Clint Eastwood’s character in the movie Heartbreak Ridge said, “Improvise and overcome.” He was leading a Marine Corps recon unit. It seemed to work for them and they were being shot at. Bing Crosby used to sing, “You’ve got to accentuate the positive, eliminate the negative.” It can’t hurt.

I know what it is like to not have the money to pay the rent or mortgage. I know that it is not always easy, but you might be surprised how quickly people want to help you if you just ask. Some problems are more difficult than others. But it never hurts to ask. If you are looking for a job, tell everyone you know. Everyone, at one time or another, has been job hunting. I should also add here, email everyone you know. Ask them to tell their friends you are looking for a job. Be as specific as you can about what you are looking for.

Being as specific as you can with your description is best, but having a couple of alternatives won’t hurt either. If you know what you want, you can target companies that have those kinds of jobs. You might even know what company you want to work for. If so, you can ask people you know if they know anyone who works there. You should also ask them to ask their friends if they know anyone who works there.

I attended a class at Mercer County Community College many years ago. I met a man in the class and we started talking. He asked me what I did for a living and I told him I was looking for a job. He worked for Merrill Lynch and they had a huge office complex nearby. I gave him my phone number and he said someone would call me soon.

Within the next couple of days a woman called me. She was very nice and asked me what kind of job I was looking for. I didn’t know and I couldn’t tell her. “Anything” is what I answered. That was the wrong answer. She had no idea what to do with me after I said that and the conversation ended.  I should have had some idea of what kind of job I wanted and I could have gotten an interview. Be ready to answer that question and tell the person what you want.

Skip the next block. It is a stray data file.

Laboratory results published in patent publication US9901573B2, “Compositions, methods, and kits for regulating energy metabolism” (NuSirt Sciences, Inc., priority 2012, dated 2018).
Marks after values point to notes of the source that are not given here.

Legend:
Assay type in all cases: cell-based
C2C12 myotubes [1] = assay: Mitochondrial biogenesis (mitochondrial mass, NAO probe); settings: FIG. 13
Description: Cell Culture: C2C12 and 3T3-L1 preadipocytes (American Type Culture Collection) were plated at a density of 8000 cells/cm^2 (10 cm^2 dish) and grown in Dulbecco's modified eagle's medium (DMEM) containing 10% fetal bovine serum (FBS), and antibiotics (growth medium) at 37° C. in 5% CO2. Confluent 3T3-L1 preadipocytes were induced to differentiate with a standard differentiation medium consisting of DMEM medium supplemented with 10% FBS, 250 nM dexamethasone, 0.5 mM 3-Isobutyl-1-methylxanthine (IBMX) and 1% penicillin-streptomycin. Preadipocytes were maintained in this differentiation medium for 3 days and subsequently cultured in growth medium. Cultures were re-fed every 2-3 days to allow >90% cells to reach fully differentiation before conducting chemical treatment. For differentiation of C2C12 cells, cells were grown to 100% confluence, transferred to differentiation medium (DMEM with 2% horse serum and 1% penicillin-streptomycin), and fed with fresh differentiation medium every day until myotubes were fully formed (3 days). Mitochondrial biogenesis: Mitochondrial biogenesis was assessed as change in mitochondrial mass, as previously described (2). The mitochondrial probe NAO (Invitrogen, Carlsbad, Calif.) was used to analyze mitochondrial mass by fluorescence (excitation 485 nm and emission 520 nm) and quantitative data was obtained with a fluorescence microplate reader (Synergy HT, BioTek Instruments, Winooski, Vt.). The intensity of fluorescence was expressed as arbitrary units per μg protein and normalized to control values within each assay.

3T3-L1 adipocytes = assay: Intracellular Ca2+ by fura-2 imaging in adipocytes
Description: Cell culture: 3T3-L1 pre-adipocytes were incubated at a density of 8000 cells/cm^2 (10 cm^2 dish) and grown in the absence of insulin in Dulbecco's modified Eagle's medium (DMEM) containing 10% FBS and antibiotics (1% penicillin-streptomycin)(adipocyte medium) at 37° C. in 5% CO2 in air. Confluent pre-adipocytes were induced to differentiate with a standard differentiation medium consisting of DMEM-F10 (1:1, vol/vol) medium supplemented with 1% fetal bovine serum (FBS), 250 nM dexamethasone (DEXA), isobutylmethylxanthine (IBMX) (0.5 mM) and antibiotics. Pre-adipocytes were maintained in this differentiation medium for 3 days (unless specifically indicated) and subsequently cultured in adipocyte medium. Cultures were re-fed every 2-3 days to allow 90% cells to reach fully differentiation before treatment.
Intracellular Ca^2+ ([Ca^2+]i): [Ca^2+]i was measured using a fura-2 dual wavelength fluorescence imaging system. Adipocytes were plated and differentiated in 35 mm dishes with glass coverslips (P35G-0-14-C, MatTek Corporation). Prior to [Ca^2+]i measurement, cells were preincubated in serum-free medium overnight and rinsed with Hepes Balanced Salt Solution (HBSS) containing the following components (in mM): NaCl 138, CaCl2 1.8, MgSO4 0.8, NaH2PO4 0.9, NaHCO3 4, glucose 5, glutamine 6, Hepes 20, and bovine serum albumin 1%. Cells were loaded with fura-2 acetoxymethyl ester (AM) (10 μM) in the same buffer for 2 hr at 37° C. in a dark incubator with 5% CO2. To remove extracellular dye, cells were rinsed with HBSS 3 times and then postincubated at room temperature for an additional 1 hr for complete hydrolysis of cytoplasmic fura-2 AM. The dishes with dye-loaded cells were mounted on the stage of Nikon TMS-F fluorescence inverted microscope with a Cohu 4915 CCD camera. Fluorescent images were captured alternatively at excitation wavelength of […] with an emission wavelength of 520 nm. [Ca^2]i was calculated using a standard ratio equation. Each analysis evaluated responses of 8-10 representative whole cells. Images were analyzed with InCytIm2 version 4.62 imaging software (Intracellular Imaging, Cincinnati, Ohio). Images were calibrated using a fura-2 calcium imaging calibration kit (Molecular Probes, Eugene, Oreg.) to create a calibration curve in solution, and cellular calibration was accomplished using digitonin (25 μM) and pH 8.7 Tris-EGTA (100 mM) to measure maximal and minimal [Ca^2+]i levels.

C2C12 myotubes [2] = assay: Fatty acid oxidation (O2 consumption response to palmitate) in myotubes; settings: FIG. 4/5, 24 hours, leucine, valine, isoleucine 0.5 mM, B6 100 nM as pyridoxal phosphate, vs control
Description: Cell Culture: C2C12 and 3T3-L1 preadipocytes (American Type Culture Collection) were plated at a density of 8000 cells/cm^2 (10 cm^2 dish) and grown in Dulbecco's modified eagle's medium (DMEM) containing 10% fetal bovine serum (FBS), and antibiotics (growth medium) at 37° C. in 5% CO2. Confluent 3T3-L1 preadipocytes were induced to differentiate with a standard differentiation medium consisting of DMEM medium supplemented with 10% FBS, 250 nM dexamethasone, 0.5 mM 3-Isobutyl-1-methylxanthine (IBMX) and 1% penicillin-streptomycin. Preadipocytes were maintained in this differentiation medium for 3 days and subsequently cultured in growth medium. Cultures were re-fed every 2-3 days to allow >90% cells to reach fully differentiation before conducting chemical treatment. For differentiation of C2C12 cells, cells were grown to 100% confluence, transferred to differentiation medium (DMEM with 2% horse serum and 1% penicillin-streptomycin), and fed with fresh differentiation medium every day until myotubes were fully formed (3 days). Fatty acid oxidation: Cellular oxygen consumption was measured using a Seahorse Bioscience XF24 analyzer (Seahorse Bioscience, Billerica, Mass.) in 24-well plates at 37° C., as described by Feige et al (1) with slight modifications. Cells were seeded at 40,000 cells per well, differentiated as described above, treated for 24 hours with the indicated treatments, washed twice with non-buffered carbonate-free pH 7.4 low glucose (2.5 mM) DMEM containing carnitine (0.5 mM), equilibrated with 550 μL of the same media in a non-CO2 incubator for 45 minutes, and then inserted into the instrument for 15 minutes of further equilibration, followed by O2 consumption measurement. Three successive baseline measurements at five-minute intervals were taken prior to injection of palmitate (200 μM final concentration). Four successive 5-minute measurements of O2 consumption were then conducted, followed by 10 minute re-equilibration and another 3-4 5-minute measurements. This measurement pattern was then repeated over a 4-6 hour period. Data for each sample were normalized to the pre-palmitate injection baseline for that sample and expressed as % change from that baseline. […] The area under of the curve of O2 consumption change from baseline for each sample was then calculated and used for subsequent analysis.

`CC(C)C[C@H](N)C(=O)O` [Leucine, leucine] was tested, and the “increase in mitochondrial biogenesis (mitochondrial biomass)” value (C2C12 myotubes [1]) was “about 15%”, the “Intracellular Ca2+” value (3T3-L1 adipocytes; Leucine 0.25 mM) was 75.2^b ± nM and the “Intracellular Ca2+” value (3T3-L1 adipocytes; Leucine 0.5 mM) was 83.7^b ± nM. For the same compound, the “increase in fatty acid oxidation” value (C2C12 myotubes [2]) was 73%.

A lot of people don’t know what they want, so they end up with what they get.

In one of my top ten favorite movies, “As Good As It Gets”, Greg Kinnear tells Jack Nicholson how lucky he is because he knows what he wants. Nicholson wants Helen Hunt and is miserable because she won’t talk to him. Kinnear inspires Nicholson to go over to her house right away and tell her how he feels.

A few years ago I attended a Christmas party at the home of a friend of mine. I was standing around in the living room with some food and a drink. I introduced myself to another man who was in the room. He recognized my last name and asked me if I had a brother named Howard. I said yes, I did. He said that he used to work with him and he asked me how my brother was doing. For a minute, I thought of saying he’s fine and letting it go at that. The truth though was that he was looking for a job.

I decided to go for the truth. I told him that my brother was looking for a job. He immediately gave me his business card and phone number and said to have my brother call him. He thought that he could get my brother a job where he worked in the solar energy business. My brother ended up contacting him and was working again in just a few weeks. He stayed at that job for five years or so. If I hadn’t said something, he  would not have found his way to that job.

My wife Mary Lynn and I used to go to a bar called Ernie’s when we lived in Hamilton Square, New Jersey. We liked to go there on Friday nights for a few hours. There was one gentleman who I used to see there a lot and speak to fairly frequently. I knew him for about six months when I overheard a conversation he was having with someone else. He said that he was looking for a job and had been for quite some time. I waited for a pause in the conversation and interrupted. I asked him what type of job he was looking for.